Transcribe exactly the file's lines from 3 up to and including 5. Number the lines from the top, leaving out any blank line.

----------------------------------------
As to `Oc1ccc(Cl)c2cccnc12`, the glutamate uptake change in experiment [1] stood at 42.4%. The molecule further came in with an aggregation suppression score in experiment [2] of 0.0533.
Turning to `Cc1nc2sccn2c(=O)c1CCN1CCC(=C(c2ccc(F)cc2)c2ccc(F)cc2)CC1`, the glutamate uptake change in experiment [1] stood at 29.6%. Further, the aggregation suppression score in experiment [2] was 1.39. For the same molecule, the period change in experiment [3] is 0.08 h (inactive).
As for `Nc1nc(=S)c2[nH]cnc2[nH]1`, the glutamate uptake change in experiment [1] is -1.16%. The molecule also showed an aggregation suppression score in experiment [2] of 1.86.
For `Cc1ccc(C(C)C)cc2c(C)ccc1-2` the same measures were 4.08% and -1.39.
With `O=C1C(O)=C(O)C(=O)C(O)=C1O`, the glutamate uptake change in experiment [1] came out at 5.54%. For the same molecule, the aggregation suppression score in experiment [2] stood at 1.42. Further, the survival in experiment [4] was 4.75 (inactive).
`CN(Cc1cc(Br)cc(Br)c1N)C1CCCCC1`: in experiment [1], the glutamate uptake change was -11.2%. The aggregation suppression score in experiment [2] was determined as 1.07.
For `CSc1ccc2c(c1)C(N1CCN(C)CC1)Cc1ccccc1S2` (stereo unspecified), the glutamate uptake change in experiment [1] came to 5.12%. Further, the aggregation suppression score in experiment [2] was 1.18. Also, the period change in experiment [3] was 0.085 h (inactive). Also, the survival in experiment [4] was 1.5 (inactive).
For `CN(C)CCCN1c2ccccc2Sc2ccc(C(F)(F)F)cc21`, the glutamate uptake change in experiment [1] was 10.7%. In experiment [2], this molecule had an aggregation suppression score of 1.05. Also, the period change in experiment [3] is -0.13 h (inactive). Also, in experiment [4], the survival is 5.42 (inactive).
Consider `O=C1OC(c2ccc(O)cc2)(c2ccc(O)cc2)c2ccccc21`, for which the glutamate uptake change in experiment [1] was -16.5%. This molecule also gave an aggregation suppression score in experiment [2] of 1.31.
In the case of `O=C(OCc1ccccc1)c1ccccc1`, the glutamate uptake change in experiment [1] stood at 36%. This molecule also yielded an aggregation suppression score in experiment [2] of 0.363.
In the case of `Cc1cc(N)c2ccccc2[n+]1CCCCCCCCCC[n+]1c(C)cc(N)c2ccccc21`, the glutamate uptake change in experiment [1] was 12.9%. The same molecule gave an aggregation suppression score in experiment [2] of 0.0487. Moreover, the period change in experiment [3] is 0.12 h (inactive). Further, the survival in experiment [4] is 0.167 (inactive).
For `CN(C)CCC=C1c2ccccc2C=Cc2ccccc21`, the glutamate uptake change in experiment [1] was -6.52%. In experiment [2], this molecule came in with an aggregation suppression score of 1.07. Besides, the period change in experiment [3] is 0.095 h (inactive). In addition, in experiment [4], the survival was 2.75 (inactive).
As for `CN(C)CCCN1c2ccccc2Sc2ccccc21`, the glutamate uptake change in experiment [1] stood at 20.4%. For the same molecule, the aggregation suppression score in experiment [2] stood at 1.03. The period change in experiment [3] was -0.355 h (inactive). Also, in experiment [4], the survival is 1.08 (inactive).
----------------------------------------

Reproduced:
As for `Nc1nc(=S)c2[nH]cnc2[nH]1`, the glutamate uptake change in experiment [1] is -1.16%. The molecule also showed an aggregation suppression score in experiment [2] of 1.86.
For `Cc1ccc(C(C)C)cc2c(C)ccc1-2` the same measures were 4.08% and -1.39.
With `O=C1C(O)=C(O)C(=O)C(O)=C1O`, the glutamate uptake change in experiment [1] came out at 5.54%. For the same molecule, the aggregation suppression score in experiment [2] stood at 1.42. Further, the survival in experiment [4] was 4.75 (inactive).